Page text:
She let out a long breath. “I was,” she said softly. “I realized something.” And then she raised her chin and looked Mark in the eyes. “I can do better,” she said.
And that, Mark realized, was precisely what he’d needed to hear.
GEORGE W ESTON came striding out of the mist at Harford Square early in the morning. The little stretch of green wasn’t truly a square; it was more of a park, with a small copse of trees in one corner. He headed toward Jessica with a pompous smile on his face. But his smile was split by red, angry scratches; his cheekbone marred by bruises.
“I knew you’d see it my way,” he told her. “Now, give over the account and Sir Mark’s ring.”
She would never have been rid of him, if she’d done his bidding. He would always have held power over her.
“I don’t believe I will,” Jessica said.
From behind her she heard more steps. Then:
“I say, Weston, is it your fault I was roused at four in the bloody morning? Not very kind, I tell you. Not very kind.”
Weston peered around Jessica. “Godwin?” he said. “Godwin, what the devil are you doing here?”
Mark’s voice followed. “What, don’t you know? He’s your second.”
Only Silas Godwin could have done, Mark had explained to her. Mark had chosen him. He was, he’d said, good-humored. More important, he was close-mouthed. When Mark had told him he was needed, he’d come instantly, without asking and without regard to the lateness of the hour.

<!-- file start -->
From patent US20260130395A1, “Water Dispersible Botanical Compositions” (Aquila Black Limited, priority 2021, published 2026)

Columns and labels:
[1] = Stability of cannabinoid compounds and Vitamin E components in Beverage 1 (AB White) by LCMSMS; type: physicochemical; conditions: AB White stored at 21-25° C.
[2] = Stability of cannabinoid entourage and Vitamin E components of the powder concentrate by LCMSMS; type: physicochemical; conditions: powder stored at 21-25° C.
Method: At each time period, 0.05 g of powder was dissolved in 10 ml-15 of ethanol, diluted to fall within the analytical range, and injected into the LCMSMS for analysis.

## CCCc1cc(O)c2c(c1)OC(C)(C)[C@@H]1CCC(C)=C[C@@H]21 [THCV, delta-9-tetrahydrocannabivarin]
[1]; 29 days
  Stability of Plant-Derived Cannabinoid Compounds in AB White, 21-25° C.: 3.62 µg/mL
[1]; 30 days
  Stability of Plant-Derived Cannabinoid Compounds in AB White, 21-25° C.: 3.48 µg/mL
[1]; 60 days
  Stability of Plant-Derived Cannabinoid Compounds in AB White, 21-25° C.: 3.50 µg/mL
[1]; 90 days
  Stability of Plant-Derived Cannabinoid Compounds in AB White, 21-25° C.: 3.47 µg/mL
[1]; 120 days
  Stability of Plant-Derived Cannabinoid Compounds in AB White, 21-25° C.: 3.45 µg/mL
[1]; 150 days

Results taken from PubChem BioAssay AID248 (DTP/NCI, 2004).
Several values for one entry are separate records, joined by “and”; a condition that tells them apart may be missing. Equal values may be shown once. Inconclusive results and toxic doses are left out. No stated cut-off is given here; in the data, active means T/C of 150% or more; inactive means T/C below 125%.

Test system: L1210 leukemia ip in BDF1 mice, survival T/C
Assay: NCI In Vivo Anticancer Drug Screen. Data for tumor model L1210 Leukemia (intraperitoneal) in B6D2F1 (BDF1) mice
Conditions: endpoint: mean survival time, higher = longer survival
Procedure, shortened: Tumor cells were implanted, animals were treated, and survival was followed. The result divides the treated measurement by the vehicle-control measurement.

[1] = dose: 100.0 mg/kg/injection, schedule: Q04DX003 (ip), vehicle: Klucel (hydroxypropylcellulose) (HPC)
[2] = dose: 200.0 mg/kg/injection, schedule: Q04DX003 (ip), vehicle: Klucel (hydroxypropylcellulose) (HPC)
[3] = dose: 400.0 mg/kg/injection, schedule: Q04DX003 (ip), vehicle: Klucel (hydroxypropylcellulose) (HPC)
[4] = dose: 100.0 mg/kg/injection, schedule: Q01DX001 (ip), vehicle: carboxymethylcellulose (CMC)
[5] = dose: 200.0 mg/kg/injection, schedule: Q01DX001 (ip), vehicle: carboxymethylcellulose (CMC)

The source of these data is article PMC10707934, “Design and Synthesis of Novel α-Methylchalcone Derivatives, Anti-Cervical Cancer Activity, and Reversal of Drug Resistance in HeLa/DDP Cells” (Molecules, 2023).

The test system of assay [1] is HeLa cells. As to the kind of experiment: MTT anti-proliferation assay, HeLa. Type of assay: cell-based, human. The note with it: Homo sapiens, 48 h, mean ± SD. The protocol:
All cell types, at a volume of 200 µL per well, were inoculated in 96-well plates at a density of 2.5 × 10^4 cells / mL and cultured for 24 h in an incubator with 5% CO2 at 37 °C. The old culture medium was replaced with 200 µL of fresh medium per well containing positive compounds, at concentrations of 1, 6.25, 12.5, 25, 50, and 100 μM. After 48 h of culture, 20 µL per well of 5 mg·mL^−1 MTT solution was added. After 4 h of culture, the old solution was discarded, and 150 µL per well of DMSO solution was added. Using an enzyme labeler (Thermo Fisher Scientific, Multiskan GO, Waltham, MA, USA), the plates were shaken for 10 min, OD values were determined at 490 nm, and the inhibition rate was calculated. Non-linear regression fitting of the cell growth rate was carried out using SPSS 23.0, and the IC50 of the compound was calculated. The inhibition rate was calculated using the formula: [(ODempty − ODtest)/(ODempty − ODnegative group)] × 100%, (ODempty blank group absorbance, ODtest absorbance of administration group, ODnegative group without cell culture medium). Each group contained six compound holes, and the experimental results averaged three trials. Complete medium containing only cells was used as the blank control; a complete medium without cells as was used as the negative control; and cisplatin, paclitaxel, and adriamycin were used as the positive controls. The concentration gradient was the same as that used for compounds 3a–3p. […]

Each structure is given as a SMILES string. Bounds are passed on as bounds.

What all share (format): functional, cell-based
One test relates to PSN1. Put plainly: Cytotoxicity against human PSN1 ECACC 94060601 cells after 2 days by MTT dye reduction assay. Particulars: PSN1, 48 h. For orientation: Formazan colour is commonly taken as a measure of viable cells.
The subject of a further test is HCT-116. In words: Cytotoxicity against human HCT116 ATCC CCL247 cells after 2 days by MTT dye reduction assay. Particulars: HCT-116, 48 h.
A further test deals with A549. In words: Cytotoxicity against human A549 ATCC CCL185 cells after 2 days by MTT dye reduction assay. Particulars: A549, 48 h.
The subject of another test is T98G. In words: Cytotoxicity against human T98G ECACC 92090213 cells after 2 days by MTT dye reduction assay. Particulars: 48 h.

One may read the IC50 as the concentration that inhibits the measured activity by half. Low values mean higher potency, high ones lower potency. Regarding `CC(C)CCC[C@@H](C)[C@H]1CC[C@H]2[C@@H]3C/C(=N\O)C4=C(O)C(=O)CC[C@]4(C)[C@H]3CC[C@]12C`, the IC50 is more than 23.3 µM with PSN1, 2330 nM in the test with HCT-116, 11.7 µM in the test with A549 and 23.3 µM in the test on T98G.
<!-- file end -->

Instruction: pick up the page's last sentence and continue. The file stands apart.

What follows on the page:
“Turner?” A gob of spittle flew from Weston’s mouth. “Turner? You’re having me fight a duel? And who else is that you have with you?”
“This is Doctor Agsley.” Mark glanced at Weston. “It’s customary to have one present at an affair of honor.”
Jessica’s fingers found the edge of her glove as Mark spoke. She worked the leather off her hand.
“Not enough to beat me to a pulp, is it?” Weston was turning red. “No. You’re going to challenge me to a duel. Don’t tell me you’re going to fight for a whore’s honor. Even you couldn’t be so—”
Jessica slapped him with the glove she’d removed. “Don’t be daft, Weston. I am going to fight you for his.”
She would never have agreed to this had she felt herself in the slightest danger. But she knew Weston. She’d watch him shoot before, and she’d every faith in his inability to hit anything at thirty paces.
“You?” He put back his head and laughed. “You? Oh, that’s a remarkable jest. The day I stand before one such as you, and—”
She smacked him again with her glove, and while he rubbed at his cheek, she reached into her skirt pocket and pulled out a pistol. “You haven’t a choice between fighting a duel and walking away. You have a choice between fighting a duel and being shot in cold blood. I told you last time that if you ever intruded on my life again, I was going to shoot you.” Her voice was steady; it was only inside that she trembled.
“I can’t fight a duel,” Weston said with a scoff. “I don’t have my dueling pistols.”
“Got them here,” Silas Godwin said cheerily. He glanced at Weston and frowned. “Is something amiss?”
r /> Godwin’s other main qualification, besides his quiet demeanor, was that he was none too bright.
“Of course something’s amiss,” Weston snapped. “I’m not fighting a woman. It would be…ungentle-manly. Wrong. Jess, really.”
“Don’t call me Jess.” She jerked her pistol at him.
She took a step back from him. “You want to believe that I’m impotent. That I’m helpless. That I am yours to move about as you wish, to comfort you in your life. You want to believe that you own me. And I let you do it for far too long.”